Preparing to Meet

My heart laughs with joy, because I am in your presence.” – Chitmachas Chief

How do you prepare to talk with someone that you have great admiration and respect for? I once read a discussion of this question. It’s an interesting one, isn’t it? It combines the need to be courageous along with the ability to master your anxiety.

I recently wrote a quick recap of the moment that my kids and I came face to face with grammy-winner Macklemore and his kids. Did I say anything to him? Nope.

Along those lines, I can think of the time when I was in my 20’s and I got onto an elevator and it was just Bill Gates and me. All I did was squeak out a high-pitch, “Hi.” Wow – that’s profound… <eye roll>

Podcasting with fellow bloggers, creatives, and writers has given me a new opportunity to practice the skill of meeting people I admire, even if it’s just over a video call. Of course, I prepare by reading as much as I can and also writing out discussion prompts.

But it’s the quelling of the nerves that is most interesting to me. I’ve found if I can quiet the noise, it allows me to access a deeper kind of question that arises out of curiosity instead of judgment (of myself). Unsurprisingly, my go-to method is meditation. It allows me the practice of quieting my ego before stepping in to a shared conversation with another human. Sometimes, it evens allows me to listen to my intuition.

And the answer I read about to this question was in Mark Nepo’s Book of Awakening. Here’s Mark’s answer:

“’If I only have this time on Earth with this person, if I may never see them again, what is it I want or need to ask, to know? What is it I want or need to say?’”

Mark Nepo in The Book of Awakening

On that note, Vicki and I talked with blogger, film-maker, producer, director and overall story-teller, Mitch Teemley on the episode of the Sharing the Heart of the Matter podcast released today.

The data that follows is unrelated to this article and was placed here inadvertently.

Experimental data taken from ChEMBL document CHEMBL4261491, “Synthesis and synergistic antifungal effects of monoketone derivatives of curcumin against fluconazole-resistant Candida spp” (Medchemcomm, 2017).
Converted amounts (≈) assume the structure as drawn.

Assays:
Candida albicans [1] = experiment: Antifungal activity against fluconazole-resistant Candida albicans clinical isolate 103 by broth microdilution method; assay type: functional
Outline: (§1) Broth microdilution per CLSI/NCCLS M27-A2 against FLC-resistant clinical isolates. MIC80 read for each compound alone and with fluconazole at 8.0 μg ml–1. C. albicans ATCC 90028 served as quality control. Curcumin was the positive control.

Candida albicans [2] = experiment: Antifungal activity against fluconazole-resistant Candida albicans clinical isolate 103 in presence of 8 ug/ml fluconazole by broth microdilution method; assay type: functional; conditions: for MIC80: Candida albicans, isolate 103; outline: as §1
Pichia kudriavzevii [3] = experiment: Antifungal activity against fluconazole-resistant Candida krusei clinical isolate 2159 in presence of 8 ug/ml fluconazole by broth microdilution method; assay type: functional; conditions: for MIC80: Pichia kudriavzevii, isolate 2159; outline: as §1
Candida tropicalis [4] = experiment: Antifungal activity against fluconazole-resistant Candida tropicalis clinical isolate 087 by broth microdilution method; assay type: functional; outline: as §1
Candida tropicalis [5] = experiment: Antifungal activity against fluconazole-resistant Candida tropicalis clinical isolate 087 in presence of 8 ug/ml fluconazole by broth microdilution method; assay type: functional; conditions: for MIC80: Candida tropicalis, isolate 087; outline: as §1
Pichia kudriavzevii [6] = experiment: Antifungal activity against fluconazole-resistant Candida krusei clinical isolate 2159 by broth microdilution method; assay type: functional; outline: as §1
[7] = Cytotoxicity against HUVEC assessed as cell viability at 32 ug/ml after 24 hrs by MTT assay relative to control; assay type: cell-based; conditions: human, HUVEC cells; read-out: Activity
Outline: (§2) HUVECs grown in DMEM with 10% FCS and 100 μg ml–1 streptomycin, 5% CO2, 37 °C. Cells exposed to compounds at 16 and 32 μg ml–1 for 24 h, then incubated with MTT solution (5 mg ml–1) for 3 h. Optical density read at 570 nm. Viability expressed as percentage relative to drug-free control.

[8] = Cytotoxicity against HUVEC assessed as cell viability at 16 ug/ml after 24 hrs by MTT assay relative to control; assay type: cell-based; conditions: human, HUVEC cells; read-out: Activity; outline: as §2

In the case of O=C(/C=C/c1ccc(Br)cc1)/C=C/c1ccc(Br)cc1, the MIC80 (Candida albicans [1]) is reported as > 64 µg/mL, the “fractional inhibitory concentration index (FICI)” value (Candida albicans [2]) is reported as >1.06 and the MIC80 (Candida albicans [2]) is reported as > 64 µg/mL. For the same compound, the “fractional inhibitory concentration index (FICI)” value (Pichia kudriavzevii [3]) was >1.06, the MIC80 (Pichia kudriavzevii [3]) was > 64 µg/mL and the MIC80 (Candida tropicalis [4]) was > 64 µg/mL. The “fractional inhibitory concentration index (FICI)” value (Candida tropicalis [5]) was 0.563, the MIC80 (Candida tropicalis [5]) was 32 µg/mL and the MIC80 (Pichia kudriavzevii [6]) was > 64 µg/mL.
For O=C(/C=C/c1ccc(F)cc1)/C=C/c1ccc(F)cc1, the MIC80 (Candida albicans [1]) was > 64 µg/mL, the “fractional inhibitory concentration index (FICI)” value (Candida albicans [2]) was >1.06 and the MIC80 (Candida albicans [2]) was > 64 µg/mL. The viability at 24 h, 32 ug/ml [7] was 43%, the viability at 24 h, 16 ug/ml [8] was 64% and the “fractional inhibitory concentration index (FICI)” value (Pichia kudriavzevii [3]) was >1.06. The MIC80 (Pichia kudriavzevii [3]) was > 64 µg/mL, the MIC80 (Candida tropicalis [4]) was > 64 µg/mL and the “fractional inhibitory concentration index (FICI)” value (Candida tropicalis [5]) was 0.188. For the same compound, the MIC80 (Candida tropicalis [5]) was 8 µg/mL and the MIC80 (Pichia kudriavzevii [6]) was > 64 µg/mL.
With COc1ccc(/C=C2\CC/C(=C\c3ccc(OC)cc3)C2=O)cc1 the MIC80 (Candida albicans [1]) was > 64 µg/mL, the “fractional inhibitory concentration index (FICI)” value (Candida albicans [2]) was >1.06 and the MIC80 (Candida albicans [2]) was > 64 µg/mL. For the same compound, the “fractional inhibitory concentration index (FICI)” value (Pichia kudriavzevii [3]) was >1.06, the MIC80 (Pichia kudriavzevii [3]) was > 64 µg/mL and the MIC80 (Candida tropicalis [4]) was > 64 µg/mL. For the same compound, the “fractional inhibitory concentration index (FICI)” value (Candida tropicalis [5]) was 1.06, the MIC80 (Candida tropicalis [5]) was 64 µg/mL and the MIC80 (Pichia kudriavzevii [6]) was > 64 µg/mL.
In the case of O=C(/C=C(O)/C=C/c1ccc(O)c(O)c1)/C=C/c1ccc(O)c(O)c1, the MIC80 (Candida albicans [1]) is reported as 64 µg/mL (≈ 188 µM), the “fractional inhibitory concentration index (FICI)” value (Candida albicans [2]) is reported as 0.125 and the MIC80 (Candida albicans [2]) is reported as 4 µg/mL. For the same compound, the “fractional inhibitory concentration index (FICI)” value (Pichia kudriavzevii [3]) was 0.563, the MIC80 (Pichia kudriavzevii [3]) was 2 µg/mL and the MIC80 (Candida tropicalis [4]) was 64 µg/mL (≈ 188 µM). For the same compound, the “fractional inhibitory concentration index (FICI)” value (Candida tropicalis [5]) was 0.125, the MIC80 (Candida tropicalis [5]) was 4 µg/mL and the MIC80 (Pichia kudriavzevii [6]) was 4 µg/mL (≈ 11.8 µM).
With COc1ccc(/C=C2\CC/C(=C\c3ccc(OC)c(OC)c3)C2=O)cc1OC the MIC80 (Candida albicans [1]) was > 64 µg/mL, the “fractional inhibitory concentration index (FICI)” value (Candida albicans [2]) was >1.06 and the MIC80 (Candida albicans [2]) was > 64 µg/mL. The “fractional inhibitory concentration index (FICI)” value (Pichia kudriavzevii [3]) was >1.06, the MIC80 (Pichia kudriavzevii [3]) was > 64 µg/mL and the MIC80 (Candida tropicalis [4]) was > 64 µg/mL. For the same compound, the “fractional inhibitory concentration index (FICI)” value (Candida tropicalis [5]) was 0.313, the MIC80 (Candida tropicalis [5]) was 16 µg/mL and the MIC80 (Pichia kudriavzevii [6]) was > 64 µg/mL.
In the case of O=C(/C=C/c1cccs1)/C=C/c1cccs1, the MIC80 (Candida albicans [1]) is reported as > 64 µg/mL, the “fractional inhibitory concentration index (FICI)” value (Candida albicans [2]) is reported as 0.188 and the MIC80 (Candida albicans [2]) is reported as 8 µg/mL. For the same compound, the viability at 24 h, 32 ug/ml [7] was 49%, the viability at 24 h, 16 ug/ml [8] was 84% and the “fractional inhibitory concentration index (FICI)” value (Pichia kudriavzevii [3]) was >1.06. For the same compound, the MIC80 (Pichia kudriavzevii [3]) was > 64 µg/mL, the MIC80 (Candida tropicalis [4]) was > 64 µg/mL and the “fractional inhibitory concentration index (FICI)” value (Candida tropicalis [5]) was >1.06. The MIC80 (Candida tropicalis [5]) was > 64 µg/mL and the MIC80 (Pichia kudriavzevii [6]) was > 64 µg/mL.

I hope you’ll to listen to this podcast so you can be inspired by this wonderful man. Search for Sharing the Heart of the Matter on Apple, Amazon, Spotify or Pocket Casts or click here to listen to Episode 9: The Audacity to Believe with Mitch Teemley on Anchor.

Show notes and more links for Mitch Teemley plus a space to share the take-away gems that you glean are on the Heart of the Matter: Episode 9.

(featured photo from Pexels)

The Power of Friends

Friendship helps our souls grow.” Michel de Montaigne

I worked for a small, local computer consulting firm right after I graduated from college in the early 90’s. Nestled in the suburb right next to Microsoft, it was growing fast – doubling every year. Most of the new employees were my age and it was a fun working environment in which it was easy to make new friends.

So when I recently heard a Ten Percent Happier podcast with psychologist and professor at the University of Maryland, Dr. Marisa G. Franco who has recently written a book called Platonic quote the statistic that we typically have the most friends at age 25 when we are establishing our identity, it matched with my experience.